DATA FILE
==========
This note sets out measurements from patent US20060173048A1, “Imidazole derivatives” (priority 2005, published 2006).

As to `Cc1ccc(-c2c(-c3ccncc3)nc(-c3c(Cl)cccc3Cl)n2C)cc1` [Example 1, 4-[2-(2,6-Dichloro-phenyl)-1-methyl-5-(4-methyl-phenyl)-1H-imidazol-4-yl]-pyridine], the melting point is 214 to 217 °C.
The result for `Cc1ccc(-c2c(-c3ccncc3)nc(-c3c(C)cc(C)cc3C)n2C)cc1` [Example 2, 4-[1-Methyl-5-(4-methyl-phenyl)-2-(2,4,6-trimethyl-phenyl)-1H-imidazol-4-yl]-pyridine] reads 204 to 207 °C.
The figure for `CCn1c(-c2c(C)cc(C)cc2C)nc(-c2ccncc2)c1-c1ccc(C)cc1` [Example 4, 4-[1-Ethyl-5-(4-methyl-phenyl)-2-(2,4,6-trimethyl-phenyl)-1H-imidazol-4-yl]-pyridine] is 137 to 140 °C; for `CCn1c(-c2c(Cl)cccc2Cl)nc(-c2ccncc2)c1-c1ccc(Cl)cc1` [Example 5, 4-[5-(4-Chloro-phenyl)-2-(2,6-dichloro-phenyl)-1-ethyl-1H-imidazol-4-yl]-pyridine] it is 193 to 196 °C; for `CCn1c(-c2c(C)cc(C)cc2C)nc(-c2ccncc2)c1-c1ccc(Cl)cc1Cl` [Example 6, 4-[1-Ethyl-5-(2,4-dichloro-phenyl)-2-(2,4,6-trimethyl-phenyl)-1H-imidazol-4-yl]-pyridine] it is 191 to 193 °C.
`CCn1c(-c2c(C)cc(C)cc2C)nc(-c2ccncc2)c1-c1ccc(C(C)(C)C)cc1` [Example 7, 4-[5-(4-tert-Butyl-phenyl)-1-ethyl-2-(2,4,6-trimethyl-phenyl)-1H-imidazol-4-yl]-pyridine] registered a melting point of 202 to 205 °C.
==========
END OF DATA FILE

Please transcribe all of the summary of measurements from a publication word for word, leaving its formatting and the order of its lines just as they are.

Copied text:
This note sets out measurements from patent US20060173048A1, “Imidazole derivatives” (priority 2005, published 2006).

As to `Cc1ccc(-c2c(-c3ccncc3)nc(-c3c(Cl)cccc3Cl)n2C)cc1` [Example 1, 4-[2-(2,6-Dichloro-phenyl)-1-methyl-5-(4-methyl-phenyl)-1H-imidazol-4-yl]-pyridine], the melting point is 214 to 217 °C.
The result for `Cc1ccc(-c2c(-c3ccncc3)nc(-c3c(C)cc(C)cc3C)n2C)cc1` [Example 2, 4-[1-Methyl-5-(4-methyl-phenyl)-2-(2,4,6-trimethyl-phenyl)-1H-imidazol-4-yl]-pyridine] reads 204 to 207 °C.
The figure for `CCn1c(-c2c(C)cc(C)cc2C)nc(-c2ccncc2)c1-c1ccc(C)cc1` [Example 4, 4-[1-Ethyl-5-(4-methyl-phenyl)-2-(2,4,6-trimethyl-phenyl)-1H-imidazol-4-yl]-pyridine] is 137 to 140 °C; for `CCn1c(-c2c(Cl)cccc2Cl)nc(-c2ccncc2)c1-c1ccc(Cl)cc1` [Example 5, 4-[5-(4-Chloro-phenyl)-2-(2,6-dichloro-phenyl)-1-ethyl-1H-imidazol-4-yl]-pyridine] it is 193 to 196 °C; for `CCn1c(-c2c(C)cc(C)cc2C)nc(-c2ccncc2)c1-c1ccc(Cl)cc1Cl` [Example 6, 4-[1-Ethyl-5-(2,4-dichloro-phenyl)-2-(2,4,6-trimethyl-phenyl)-1H-imidazol-4-yl]-pyridine] it is 191 to 193 °C.
`CCn1c(-c2c(C)cc(C)cc2C)nc(-c2ccncc2)c1-c1ccc(C(C)(C)C)cc1` [Example 7, 4-[5-(4-tert-Butyl-phenyl)-1-ethyl-2-(2,4,6-trimethyl-phenyl)-1H-imidazol-4-yl]-pyridine] registered a melting point of 202 to 205 °C.